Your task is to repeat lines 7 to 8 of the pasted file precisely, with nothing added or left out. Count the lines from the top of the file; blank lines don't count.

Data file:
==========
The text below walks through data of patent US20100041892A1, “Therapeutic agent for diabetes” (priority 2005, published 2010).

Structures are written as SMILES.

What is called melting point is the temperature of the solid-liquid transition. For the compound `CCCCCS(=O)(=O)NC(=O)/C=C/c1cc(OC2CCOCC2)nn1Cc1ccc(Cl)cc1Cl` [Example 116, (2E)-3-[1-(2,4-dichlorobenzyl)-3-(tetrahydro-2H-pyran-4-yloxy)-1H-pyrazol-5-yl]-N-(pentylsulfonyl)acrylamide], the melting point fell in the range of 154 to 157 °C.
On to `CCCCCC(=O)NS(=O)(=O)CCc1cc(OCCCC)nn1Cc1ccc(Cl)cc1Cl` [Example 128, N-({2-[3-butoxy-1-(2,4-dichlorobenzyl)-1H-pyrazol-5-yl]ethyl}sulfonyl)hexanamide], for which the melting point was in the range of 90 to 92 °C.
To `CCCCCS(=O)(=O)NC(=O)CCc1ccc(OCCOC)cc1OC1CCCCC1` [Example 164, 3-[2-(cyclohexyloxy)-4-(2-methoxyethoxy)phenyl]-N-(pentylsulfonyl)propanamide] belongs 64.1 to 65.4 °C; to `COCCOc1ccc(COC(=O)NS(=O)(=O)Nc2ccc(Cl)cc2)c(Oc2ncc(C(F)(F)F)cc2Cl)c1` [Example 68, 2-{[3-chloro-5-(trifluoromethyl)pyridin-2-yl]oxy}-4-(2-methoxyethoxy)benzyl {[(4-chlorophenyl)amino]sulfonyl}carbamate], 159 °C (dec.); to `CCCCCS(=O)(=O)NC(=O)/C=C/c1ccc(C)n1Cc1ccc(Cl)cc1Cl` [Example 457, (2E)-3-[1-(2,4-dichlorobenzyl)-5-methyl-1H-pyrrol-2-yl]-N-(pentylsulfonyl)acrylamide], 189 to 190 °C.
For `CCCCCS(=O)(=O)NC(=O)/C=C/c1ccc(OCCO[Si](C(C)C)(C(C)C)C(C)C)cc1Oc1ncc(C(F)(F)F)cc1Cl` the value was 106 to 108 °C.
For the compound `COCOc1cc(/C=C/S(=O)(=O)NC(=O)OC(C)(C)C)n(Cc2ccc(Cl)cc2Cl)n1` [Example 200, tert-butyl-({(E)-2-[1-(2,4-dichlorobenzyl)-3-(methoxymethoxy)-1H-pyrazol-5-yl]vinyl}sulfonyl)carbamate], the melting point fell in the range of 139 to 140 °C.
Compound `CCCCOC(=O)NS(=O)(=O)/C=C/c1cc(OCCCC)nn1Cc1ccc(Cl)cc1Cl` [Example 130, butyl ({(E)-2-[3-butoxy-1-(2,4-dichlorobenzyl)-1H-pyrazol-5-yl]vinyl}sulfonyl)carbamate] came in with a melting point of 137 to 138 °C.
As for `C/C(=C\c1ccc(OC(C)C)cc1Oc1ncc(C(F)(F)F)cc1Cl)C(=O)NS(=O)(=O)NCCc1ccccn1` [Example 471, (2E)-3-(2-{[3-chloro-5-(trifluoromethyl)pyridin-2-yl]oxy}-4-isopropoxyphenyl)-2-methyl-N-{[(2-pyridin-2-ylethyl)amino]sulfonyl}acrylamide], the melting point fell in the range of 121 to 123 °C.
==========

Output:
For the compound `COCOc1cc(/C=C/S(=O)(=O)NC(=O)OC(C)(C)C)n(Cc2ccc(Cl)cc2Cl)n1` [Example 200, tert-butyl-({(E)-2-[1-(2,4-dichlorobenzyl)-3-(methoxymethoxy)-1H-pyrazol-5-yl]vinyl}sulfonyl)carbamate], the melting point fell in the range of 139 to 140 °C.
Compound `CCCCOC(=O)NS(=O)(=O)/C=C/c1cc(OCCCC)nn1Cc1ccc(Cl)cc1Cl` [Example 130, butyl ({(E)-2-[3-butoxy-1-(2,4-dichlorobenzyl)-1H-pyrazol-5-yl]vinyl}sulfonyl)carbamate] came in with a melting point of 137 to 138 °C.